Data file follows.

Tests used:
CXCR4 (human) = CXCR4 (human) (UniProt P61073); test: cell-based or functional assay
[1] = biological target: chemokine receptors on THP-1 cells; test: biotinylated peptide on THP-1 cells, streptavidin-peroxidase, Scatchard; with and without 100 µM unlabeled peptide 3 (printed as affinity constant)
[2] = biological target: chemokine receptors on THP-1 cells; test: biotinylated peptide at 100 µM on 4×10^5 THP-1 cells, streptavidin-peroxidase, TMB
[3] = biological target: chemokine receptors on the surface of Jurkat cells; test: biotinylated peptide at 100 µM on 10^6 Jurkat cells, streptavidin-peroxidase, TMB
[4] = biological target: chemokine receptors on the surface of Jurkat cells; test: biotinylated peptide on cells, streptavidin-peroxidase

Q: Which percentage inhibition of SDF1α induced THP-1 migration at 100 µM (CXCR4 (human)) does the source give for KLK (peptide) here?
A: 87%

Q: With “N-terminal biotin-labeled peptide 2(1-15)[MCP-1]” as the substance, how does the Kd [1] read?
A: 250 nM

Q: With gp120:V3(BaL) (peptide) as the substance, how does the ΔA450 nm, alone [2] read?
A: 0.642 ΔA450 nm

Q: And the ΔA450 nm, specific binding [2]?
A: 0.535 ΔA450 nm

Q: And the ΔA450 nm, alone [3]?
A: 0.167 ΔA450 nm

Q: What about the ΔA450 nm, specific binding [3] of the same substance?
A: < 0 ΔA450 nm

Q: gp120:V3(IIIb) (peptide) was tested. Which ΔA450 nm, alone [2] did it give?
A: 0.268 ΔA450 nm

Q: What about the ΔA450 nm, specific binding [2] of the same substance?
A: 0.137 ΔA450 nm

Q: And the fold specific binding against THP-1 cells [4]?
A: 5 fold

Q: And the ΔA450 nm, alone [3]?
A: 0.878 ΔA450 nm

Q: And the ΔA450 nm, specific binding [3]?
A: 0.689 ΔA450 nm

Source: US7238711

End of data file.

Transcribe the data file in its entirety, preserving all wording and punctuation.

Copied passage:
Tests used:
CXCR4 (human) = CXCR4 (human) (UniProt P61073); test: cell-based or functional assay
[1] = biological target: chemokine receptors on THP-1 cells; test: biotinylated peptide on THP-1 cells, streptavidin-peroxidase, Scatchard; with and without 100 µM unlabeled peptide 3 (printed as affinity constant)
[2] = biological target: chemokine receptors on THP-1 cells; test: biotinylated peptide at 100 µM on 4×10^5 THP-1 cells, streptavidin-peroxidase, TMB
[3] = biological target: chemokine receptors on the surface of Jurkat cells; test: biotinylated peptide at 100 µM on 10^6 Jurkat cells, streptavidin-peroxidase, TMB
[4] = biological target: chemokine receptors on the surface of Jurkat cells; test: biotinylated peptide on cells, streptavidin-peroxidase

Q: Which percentage inhibition of SDF1α induced THP-1 migration at 100 µM (CXCR4 (human)) does the source give for KLK (peptide) here?
A: 87%

Q: With “N-terminal biotin-labeled peptide 2(1-15)[MCP-1]” as the substance, how does the Kd [1] read?
A: 250 nM

Q: With gp120:V3(BaL) (peptide) as the substance, how does the ΔA450 nm, alone [2] read?
A: 0.642 ΔA450 nm

Q: And the ΔA450 nm, specific binding [2]?
A: 0.535 ΔA450 nm

Q: And the ΔA450 nm, alone [3]?
A: 0.167 ΔA450 nm

Q: What about the ΔA450 nm, specific binding [3] of the same substance?
A: < 0 ΔA450 nm

Q: gp120:V3(IIIb) (peptide) was tested. Which ΔA450 nm, alone [2] did it give?
A: 0.268 ΔA450 nm

Q: What about the ΔA450 nm, specific binding [2] of the same substance?
A: 0.137 ΔA450 nm

Q: And the fold specific binding against THP-1 cells [4]?
A: 5 fold

Q: And the ΔA450 nm, alone [3]?
A: 0.878 ΔA450 nm

Q: And the ΔA450 nm, specific binding [3]?
A: 0.689 ΔA450 nm

Source: US7238711